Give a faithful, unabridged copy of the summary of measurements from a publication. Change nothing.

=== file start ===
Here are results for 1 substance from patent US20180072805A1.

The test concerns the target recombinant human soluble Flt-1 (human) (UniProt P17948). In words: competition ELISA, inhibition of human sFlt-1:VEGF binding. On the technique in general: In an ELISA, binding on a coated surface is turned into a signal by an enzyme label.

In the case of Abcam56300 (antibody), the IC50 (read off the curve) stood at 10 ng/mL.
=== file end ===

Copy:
Here are results for 1 substance from patent US20180072805A1.

The test concerns the target recombinant human soluble Flt-1 (human) (UniProt P17948). In words: competition ELISA, inhibition of human sFlt-1:VEGF binding. On the technique in general: In an ELISA, binding on a coated surface is turned into a signal by an enzyme label.

In the case of Abcam56300 (antibody), the IC50 (read off the curve) stood at 10 ng/mL.